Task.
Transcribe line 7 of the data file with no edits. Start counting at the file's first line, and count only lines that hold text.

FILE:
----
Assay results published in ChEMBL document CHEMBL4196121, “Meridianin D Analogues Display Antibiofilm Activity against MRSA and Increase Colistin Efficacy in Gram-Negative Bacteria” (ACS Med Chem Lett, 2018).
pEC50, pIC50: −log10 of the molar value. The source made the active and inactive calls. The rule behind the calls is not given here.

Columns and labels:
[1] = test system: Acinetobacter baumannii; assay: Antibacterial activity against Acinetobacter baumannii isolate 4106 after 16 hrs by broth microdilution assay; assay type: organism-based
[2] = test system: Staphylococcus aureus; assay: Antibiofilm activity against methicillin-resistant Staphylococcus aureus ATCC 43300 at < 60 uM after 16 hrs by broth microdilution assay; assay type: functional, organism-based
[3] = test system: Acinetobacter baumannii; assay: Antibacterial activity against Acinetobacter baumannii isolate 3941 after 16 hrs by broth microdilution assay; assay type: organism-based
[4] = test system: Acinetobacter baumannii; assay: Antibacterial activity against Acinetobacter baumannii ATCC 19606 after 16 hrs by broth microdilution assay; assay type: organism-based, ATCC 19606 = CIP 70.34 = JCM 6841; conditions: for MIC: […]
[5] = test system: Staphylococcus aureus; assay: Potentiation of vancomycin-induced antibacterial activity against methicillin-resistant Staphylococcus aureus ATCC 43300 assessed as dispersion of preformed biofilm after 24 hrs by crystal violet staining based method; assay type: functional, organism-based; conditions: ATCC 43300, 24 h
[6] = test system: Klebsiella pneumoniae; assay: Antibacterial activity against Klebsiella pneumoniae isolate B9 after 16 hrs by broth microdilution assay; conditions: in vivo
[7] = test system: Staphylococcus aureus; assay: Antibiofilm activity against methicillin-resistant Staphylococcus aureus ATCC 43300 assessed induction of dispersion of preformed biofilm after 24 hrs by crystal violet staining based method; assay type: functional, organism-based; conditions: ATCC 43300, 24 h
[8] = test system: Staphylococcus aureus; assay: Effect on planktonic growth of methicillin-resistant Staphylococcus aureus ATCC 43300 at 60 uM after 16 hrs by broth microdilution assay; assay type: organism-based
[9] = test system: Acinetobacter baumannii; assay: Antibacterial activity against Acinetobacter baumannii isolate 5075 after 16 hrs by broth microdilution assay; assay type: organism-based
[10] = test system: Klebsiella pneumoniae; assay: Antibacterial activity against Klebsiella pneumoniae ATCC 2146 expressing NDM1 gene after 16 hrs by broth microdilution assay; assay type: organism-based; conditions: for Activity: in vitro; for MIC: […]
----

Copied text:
[4] = test system: Acinetobacter baumannii; assay: Antibacterial activity against Acinetobacter baumannii ATCC 19606 after 16 hrs by broth microdilution assay; assay type: organism-based, ATCC 19606 = CIP 70.34 = JCM 6841; conditions: for MIC: […]